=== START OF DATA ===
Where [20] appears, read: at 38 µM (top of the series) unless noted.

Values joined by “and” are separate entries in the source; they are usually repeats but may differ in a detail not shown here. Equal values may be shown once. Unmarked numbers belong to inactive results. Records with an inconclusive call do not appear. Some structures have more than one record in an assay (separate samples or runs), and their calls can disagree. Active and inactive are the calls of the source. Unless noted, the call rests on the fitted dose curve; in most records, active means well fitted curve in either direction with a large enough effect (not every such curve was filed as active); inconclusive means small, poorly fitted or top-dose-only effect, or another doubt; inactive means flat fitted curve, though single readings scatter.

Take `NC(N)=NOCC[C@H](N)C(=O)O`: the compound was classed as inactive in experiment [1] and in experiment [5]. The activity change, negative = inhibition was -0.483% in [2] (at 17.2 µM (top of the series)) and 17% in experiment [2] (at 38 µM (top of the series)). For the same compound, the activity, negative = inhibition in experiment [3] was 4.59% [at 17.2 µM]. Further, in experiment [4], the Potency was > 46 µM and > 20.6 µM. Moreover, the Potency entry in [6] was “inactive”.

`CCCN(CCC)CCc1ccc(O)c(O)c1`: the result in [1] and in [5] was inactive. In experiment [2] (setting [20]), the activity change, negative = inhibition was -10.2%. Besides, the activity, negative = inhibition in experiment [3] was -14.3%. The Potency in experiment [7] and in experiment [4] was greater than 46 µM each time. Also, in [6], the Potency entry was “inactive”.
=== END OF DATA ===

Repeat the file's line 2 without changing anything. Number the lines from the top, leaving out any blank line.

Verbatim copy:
Values joined by “and” are separate entries in the source; they are usually repeats but may differ in a detail not shown here. Equal values may be shown once. Unmarked numbers belong to inactive results. Records with an inconclusive call do not appear. Some structures have more than one record in an assay (separate samples or runs), and their calls can disagree. Active and inactive are the calls of the source. Unless noted, the call rests on the fitted dose curve; in most records, active means well fitted curve in either direction with a large enough effect (not every such curve was filed as active); inconclusive means small, poorly fitted or top-dose-only effect, or another doubt; inactive means flat fitted curve, though single readings scatter.